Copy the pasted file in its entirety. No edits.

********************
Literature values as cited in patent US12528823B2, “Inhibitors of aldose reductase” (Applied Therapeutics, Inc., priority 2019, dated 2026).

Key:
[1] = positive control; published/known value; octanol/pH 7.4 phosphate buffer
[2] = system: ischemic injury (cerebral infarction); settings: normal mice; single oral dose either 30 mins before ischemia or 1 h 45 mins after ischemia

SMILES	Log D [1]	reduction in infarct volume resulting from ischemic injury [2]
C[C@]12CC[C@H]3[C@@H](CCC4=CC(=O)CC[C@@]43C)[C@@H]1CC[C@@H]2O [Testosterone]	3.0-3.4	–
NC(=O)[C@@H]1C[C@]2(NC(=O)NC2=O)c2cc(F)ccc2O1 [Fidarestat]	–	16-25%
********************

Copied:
Literature values as cited in patent US12528823B2, “Inhibitors of aldose reductase” (Applied Therapeutics, Inc., priority 2019, dated 2026).

Key:
[1] = positive control; published/known value; octanol/pH 7.4 phosphate buffer
[2] = system: ischemic injury (cerebral infarction); settings: normal mice; single oral dose either 30 mins before ischemia or 1 h 45 mins after ischemia

SMILES	Log D [1]	reduction in infarct volume resulting from ischemic injury [2]
C[C@]12CC[C@H]3[C@@H](CCC4=CC(=O)CC[C@@]43C)[C@@H]1CC[C@@H]2O [Testosterone]	3.0-3.4	–
NC(=O)[C@@H]1C[C@]2(NC(=O)NC2=O)c2cc(F)ccc2O1 [Fidarestat]	–	16-25%